Measuring digital success beyond the “click through”

I had an interesting conversation with an ad reseller we do business with this past week. They called to check in and see how our partnership was going. Specifically, they asked why our sales seemed to be lagging year over year. When taking a closer look at our revenue, it’s apparent we are mostly selling run-of-site ads with geo targeting. Our behavioral targeting ads (which allow advertisers to focus on a niche audience based on previous website activities within a section or topic) have greatly diminished.

A common objection I’ve heard to selling behavioral targeting is that “it’s expensive and results aren’t much better than run of site or our own inventory.” When asking what metric is used to determine success for banner ads, the overwhelming response is click-through rates.

Several interesting articles have been written lately on click-through rates and how they’re given too much relevance in measuring the overall success of an online ad campaign (Click Through Should Not Matter).

The problem runs deeper than just ad click throughs.  Today most content companies measure success of the individual journalists based on uniques and page views.  Both criteria driven by ad sales.  In reality most of a content site’s traffic is driven by a small audience.  The old 80/20 rule.  Building new and expanding an audience are more critical than driving page views.  Here is a paragraph out of Columbia School of Journalism I think is really relevant.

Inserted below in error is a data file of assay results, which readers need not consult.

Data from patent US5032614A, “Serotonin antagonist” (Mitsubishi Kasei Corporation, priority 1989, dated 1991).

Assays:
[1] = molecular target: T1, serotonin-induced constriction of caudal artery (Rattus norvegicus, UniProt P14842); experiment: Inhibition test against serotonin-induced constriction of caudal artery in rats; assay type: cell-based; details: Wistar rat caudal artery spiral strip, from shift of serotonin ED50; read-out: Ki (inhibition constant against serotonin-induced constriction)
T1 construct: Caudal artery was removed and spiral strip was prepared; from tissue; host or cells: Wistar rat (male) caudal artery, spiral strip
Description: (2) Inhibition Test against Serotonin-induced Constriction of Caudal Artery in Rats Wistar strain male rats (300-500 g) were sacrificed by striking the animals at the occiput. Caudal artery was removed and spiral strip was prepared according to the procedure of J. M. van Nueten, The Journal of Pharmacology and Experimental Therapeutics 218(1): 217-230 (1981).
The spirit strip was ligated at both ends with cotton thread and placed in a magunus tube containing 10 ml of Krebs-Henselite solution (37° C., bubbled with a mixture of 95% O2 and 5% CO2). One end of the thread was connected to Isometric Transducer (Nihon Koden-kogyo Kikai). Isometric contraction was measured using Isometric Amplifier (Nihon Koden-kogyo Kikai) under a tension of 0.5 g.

This shows how misguided current measurement systems are. Today’s obsession with the “Unique Visitor” metric drives the advertising market —and competition among news sites. Such fixation encourages an arms race in which, by all means necessary (games, fake URLs), news sites will shoot for an increase in their numbers of UVs and for the resulting ranking improvement. This is short-sighted: loyal readers—roughly the top 10% that will generate 80% of the page views —should be the measure of choice.” (Full Article)

Some facts about click-throughs: a small percentage of people actually click on ads, and in many cases they are clicked on by mistake. Even in cases where click-throughs are expected, the ads often do not have a clear call to action to encourage such activity. When click-throughs do occur, true success should be based on actions taken, such as time spent on referred site or a purchase on a deals page – and not the click-through itself.